Polgar: Dream comes true for 13-year-old chess phenom at tournament
Sunday, March 28, 2010
Story last updated at 3/28/2010 - 12:48 am
Last week 13-year-old Darwin Yang of Plano came to Texas Tech to pursue his dream at the prestigious 2010 SPICE Spring Chess Invitational, a 10-player round robin tournament.
Being the lowest seed in the tournament, Yang had to battle more experienced and higher rated competitors in pursuit of an international chess master norm.
In chess, grandmaster is the highest title, followed by international master. In order to become an international master, one typically has to achieve three international master norms and an international rating of 2400 and above. To become a grandmaster, one typically has to achieve three grandmaster norms, which is much more difficult than an international master norm, and a rating of 2500 and above.
There are more than 45 million chess players in the United States and more than 700 million worldwide. However, there are currently about 1,200 grandmasters worldwide, out of which only 21 are women. That is to illustrate how difficult it is to become a grandmaster.
The Texas Tech Knight Raiders chess team has three international masters, Gergely Antal, Davorin Kuljasevic and Gabor Papp. All three have ratings that exceed 2500, which is half of the requirement imposed by the world chess federation (FIDE). Two of them have two grandmaster norms while the third has one.
All three Knight Raiders fought valiantly for nine rounds. International master Gergely Antal was in contention the entire way. He had to beat grandmaster Jesse Kraai of California in the final round to earn his final grandmaster norm and title. At the end, he only managed to draw and therefore came up just short. He finished in second place with 5.5 points, a mere half point short for his final grandmaster norm. His two teammates tied for fifth and sixth with 4.5 points, 1.5 point shy of the grandmaster norm. I have no doubt that all three will eventually become grandmasters. But for now, it is back to the drawing board to prepare for the College Chess Final Four in Brownsville in two weeks.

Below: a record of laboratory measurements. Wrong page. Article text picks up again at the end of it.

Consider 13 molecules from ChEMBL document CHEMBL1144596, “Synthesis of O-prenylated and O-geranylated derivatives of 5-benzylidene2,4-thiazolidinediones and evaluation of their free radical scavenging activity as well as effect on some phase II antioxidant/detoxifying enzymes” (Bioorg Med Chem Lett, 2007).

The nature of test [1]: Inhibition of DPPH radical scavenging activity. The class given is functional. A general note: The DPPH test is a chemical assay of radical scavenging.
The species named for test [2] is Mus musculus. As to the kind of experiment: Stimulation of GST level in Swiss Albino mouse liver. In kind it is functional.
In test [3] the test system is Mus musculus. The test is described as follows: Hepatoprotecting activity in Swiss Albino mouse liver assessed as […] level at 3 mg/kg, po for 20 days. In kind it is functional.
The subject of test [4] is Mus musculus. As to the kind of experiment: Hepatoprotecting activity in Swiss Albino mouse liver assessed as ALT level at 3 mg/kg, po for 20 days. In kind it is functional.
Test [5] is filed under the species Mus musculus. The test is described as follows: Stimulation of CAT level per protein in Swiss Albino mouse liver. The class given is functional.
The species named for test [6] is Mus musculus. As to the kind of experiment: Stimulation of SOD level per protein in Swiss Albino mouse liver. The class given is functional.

Yang started out with a bang. He shocked the world by leading the tournament with three points after four rounds. He earned his first international master norm after only seven rounds. Unfortunately, he lost his final two games and had to settle for seventh place.
Grandmaster Julio Becerra of Miami won the 2010 SPICE Spring Chess Invitational with 6.5 points in nine games. He last competed in Lubbock in the 2008 SPICE Cup, where he finished a half point out of first. After the tournament, grandmaster Becerra told Matthew McGowan of The A-J the following: "If they invite me, I'll be here for sure," he said. "I love to be here." This is the greatest compliment for SPICE, Texas Tech and Lubbock.
Overall it was a very exciting tournament with high level of energy and fighting spirit. Everyone thoroughly enjoyed their time here and they cannot wait to have a chance to come back to compete in future battles. The chess games were broadcast live for chess enthusiasts around the world to follow. The tournament was covered by many global chess sources, including FIDE, which has more than 160 member nations and millions of readers.
Here are the winners:
1. Julio Becerra, g, USA, 2538, 61/2.
2-3. Gergely Angal, m, Hungary, 2511, 51/2.
2-3. Benjamin Finegold, m, USA, 2534, 51/2.
4. Dean Ippolito, m, USA, 2466, 5.
5-6. Davorin Kuljasevic, m, Croatia, 2552, 41/2.
5-6. Gabor Papp, m, Hungary, 2542, 41/2.
7. Darwin Yang, f, USA 2378, 4.
8. Irina Krush, m, USA, 2461, 31/2.
9-10. Jesse Kraai, g, USA, 2508, 3.
9-10. Eric Hansen, f, Canada, 2415, 3.
More than 460 pictures from the SPICE Spring Chess Invitational can be viewed here: http://picasaweb.google.com/SPICEChess/SPICESpringSelect.
As a tradition of all SPICE invitational events, I invited all players, SPICE groups and volunteers for a dinner celebration at my home after round eight.
One of the fun activities for the night was a chess quiz.
Here are some of the questions that were posed. How many can you answer? I will provide the answers next week.
1. When did William Steinitz become the first official world champion?
2. What is grandmaster Pal Benko's birth country?
3. What year did the Polgar sisters win their first Olympic Gold medal for Hungary?
4. Which country finished second at the 1966 Chess Olympiad?
5. Who won the men's individual gold on board 1 at the 1970 Chess Olympiad?
6. What was Bobby Fischer's highest chess rating?
7. In which country does world champion Vishy Anand have his second home?
8. What was Topalov's highest ever rating?
9. Who won the 1957 world championship match between Botvinnik and Smyslov?
10. What year did Kasparov lose his match against Deep Blue?
11. Who said "When you see a good move, look for a better one"?
12. Who said "I don't believe in psychology. I believe in good moves"?
13. Who said "It is not enough to be a good player... you must also play well"?
14. Who said "There are two types of sacrifices: correct ones and mine"?
15. Who said "Life is a kind of chess, with struggle, competition, good and ill events."?
16. Who said "Chess is a test of wills"?
17. Where was grandmaster Walter Browne born?
18. Who was England's first grandmaster?
19. Why are the Melody Amber events called as such?
20. Which currently married chess couple has the highest combined average rating?